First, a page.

The city of Cleveland has disciplined five officers in two separate incidents, one involving the death of Tanisha Anderson and another involving uninvestigated sex crimes cases.
Safety Director Michael McGrath suspended a police officer for not calling EMS quickly enough to assist Anderson, who died after a mental health crisis in 2014. Another officer received a written warning. Two police supervisors were demoted and another was suspended over the sex crimes cases.
Tanisha Anderson Investigation
McGrath suspended Officer Scott Aldridge for 10 days without pay and gave a written warning to Officer Bryan Myers.
Both officers responded to 911 calls from the family of 37-year-old Anderson. She became unresponsive as officers tried to get her into a patrol car to take her to a hospital. A family lawsuit, now settled, accuses police of throwing her to the ground.
“It was a really, just a sad incident, it really is,” McGrath said. “It was a very difficult process all the way through.”
A grand jury declined to bring charges against the officers.
Cleveland Police Patrolmen’s Association president Jeff Follmer defended the officers, pointing to an investigation by the state attorney general’s office.
“Unfortunately, in the attorney general’s report, she had mental illness, they found she had heart problems,” Follmer said. “I don’t know where this twists and goes back to the police officer to be blamed for these things.”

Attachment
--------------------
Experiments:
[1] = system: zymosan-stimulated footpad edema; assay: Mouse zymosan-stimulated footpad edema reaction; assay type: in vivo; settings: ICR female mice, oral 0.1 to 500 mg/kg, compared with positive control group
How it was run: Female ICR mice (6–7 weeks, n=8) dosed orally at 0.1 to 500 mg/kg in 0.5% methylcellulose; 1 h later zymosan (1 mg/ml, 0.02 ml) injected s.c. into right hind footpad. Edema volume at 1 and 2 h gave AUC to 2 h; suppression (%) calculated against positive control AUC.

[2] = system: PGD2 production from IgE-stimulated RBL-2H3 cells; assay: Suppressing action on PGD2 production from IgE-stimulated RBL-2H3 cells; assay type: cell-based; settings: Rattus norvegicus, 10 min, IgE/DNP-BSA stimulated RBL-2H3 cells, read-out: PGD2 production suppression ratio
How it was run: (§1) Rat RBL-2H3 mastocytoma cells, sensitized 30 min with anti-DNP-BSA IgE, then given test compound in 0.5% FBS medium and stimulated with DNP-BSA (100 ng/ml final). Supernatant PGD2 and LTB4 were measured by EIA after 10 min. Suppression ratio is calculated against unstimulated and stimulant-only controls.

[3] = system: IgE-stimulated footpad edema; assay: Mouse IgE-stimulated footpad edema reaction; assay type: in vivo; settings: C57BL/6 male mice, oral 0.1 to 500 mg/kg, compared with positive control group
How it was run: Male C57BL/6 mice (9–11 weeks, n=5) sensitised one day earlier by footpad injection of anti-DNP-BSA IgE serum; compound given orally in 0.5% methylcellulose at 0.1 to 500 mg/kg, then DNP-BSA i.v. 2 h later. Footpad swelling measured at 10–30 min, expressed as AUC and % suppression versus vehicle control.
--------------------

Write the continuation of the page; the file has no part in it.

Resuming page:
Follmer said the union plans to file grievances.
Sex Crimes Cases
McGrath demoted Sgt. Tom Ross to patrol officer, accusing him of failing to investigate 60 sex crimes cases from 2014.
Commander James McPike was demoted to captain. A disciplinary letter said McPike allowed Ross to take the unfinished cases with him to a new assignment outside the sex crimes unit.
Sgt. Anthony McMahan received a 15-day suspension. He’s accused of not reporting what happened.
In a news conference, Police Chief Calvin Williams said those cases have been reassigned and most have been investigated.
“We’re auditing everything with our investigative units, all the cases,” Williams said. “There is no quote unquote ‘backlog.’ There’s always cases that are still in the process of being investigated in all of our units.”
Capt. Brian Betley, the head of the local Fraternal Order of Police, said at least one, if not two, of the supervisors plan to file grievances.
“I could assure you that all three of the supervisors involved in this had good intentions to at least get those cases completed, and what have you,” Betley said in an interview. “There was no malicious intentions by any of them, and that should be considered, too, when handing out the discipline.”
He said he expects staffing to come up during the grievance process.
“We’ve had staffing problems throughout the years, and not just recently,” he said. “It’s been an ongoing problem with the Cleveland Division of Police through decades.”
Williams said staffing is always an issue, especially for the specialized units. But in this case, he said, “there were things that happened that had nothing to do with staffing.”
Mayor Frank Jackson said the city is working to hire more police.
“We’re bringing on additional police officers,” Jackson said. “And as we do that, then that will give the chief the flexibility of assigning people.”